"The document has two major parts," Peyvandi, the UNESCO official, told CHRI. "One is for purely educational targets and the application of technology in communications and information management. I don't think there's a difference of opinion between Mr. Khamenei and the government on this part."
"What Mr. Khamenei finds most objectionable is the three social aspects of the document," he added. "One is the principle of equality between women and men in education to prepare the grounds for equality in society and the workforce. This is not something Mr. Khamenei can accept as part of Iran's educational objectives."
"He has taken a position against gender equality many times and opposes women in the workforce," added Peyvandi. "He is more interested in women playing the role of mothers and wives in domestic affairs. He is not too keen on seeing a role for women in society as proposed in the document."
Peyvandi said that the second issue opposed by Khamenei and his supporters is the document's emphasis on human rights.
"In other words, teaching children about different aspects of human rights and its importance for society's future," said Peyvandi. "Also, human rights must be observed in practice in running school affairs (according to the document)."
"We know this culture does not exist in Iran's educational system," the UNESCO official noted. "Even school textbooks include passages that describe the Universal Declaration of Human Rights as a means to exert pressure on Muslims."
"According to the UNESCO document, education should serve international peace and be included in educational discourse," added Peyvandi. "On the other hand, Iran's educational system and textbooks promote war and violence. They explicitly discuss conflict between Muslims and non-Muslims and war with others as enemies. They introduce violent characters as positive role models. They proudly describe the lives of martyrs and other individuals whose worldview does not promote the culture of peace in relation to minorities or different peoples and countries around the world."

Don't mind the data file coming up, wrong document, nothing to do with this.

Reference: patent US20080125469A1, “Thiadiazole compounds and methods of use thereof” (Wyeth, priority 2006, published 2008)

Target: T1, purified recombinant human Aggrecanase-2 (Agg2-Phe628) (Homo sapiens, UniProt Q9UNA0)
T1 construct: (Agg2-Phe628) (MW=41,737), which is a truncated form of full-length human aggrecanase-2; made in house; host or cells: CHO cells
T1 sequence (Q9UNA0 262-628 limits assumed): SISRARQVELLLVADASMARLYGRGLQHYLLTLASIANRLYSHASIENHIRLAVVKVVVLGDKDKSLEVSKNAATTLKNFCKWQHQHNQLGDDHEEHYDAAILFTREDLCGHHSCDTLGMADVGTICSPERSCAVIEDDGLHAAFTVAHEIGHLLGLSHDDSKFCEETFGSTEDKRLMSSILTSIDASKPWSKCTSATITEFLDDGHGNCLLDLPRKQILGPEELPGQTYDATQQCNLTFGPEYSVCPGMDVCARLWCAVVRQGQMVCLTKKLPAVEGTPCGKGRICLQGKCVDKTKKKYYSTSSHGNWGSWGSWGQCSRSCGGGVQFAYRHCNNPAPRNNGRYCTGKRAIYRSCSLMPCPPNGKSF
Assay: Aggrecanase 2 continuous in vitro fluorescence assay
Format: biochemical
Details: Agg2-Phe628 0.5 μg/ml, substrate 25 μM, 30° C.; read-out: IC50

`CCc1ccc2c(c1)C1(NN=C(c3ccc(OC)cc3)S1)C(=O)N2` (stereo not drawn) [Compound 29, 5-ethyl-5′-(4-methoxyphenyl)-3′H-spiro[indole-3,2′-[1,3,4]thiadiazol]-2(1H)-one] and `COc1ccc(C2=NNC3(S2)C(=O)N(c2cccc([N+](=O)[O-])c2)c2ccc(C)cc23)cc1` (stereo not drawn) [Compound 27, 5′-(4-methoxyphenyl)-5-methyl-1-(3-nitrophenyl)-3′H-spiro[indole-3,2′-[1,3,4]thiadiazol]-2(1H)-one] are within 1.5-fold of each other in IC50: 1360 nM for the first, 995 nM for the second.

On May 9, Parliament Speaker Ali Larijani called on the legislature to "ensure the wishes of the supreme leader are carried out as soon as possible."
A member of the parliamentary education and research committee, Mohammad Mehdi Zahedi, meanwhile told Iran's state TV that he would take steps to oppose the document's "humanistic and secular" designs "against Iranian identity."
"Westerners want to globalize their own culture and the 2030 Agenda is the vehicle for that purpose," another member of the committee, Alireza Salimi, said on May 7.
Reformist member of Parliament Mahmoud Sadeghi reacted by questioning whether opponents know what the UNESCO document is about.
"I asked a few fellow MPs why they were so passionately against the 2030 agenda and to show me the parts they objected to, but it turned out none of them had read it," Sadeghi tweeted on May 9.
Speaking to CHRI, the UNESCO sociologist denied the notion, pushed by hardliners, that the document is being imposed by the West.
"Mr. Khamenei and others have wrongly suggested that the West is trying to impose its lifestyle on the Islamic Republic of Iran. This is false and a lie," said Peyvandi. "First of all, this document has been prepared by educational experts, not governments."
"Secondly, it happens to be that many European countries and even the United States are not so pleased with UNESCO and have a critical opinion of it because of the influence underdeveloped countries have on its development policies," he added.
... Payvand News - 05/17/17 ... --